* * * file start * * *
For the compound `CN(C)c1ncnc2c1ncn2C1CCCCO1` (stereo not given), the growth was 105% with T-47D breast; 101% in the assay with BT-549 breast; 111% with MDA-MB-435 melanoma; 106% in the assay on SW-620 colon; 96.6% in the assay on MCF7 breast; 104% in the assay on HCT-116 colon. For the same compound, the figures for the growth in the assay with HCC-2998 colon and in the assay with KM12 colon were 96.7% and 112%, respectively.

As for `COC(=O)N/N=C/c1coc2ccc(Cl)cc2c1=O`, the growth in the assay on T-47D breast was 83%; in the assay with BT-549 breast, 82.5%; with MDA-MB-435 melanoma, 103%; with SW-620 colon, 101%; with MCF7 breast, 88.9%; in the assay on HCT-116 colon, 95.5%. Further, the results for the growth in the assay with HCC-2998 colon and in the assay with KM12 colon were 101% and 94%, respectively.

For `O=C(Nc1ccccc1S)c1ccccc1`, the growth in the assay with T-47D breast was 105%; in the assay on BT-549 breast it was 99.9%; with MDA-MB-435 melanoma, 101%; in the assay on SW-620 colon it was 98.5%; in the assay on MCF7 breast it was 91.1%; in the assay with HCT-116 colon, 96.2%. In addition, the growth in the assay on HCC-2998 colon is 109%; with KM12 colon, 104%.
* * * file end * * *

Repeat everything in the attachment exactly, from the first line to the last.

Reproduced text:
For the compound `CN(C)c1ncnc2c1ncn2C1CCCCO1` (stereo not given), the growth was 105% with T-47D breast; 101% in the assay with BT-549 breast; 111% with MDA-MB-435 melanoma; 106% in the assay on SW-620 colon; 96.6% in the assay on MCF7 breast; 104% in the assay on HCT-116 colon. For the same compound, the figures for the growth in the assay with HCC-2998 colon and in the assay with KM12 colon were 96.7% and 112%, respectively.

As for `COC(=O)N/N=C/c1coc2ccc(Cl)cc2c1=O`, the growth in the assay on T-47D breast was 83%; in the assay with BT-549 breast, 82.5%; with MDA-MB-435 melanoma, 103%; with SW-620 colon, 101%; with MCF7 breast, 88.9%; in the assay on HCT-116 colon, 95.5%. Further, the results for the growth in the assay with HCC-2998 colon and in the assay with KM12 colon were 101% and 94%, respectively.

For `O=C(Nc1ccccc1S)c1ccccc1`, the growth in the assay with T-47D breast was 105%; in the assay on BT-549 breast it was 99.9%; with MDA-MB-435 melanoma, 101%; in the assay on SW-620 colon it was 98.5%; in the assay on MCF7 breast it was 91.1%; in the assay with HCT-116 colon, 96.2%. In addition, the growth in the assay on HCC-2998 colon is 109%; with KM12 colon, 104%.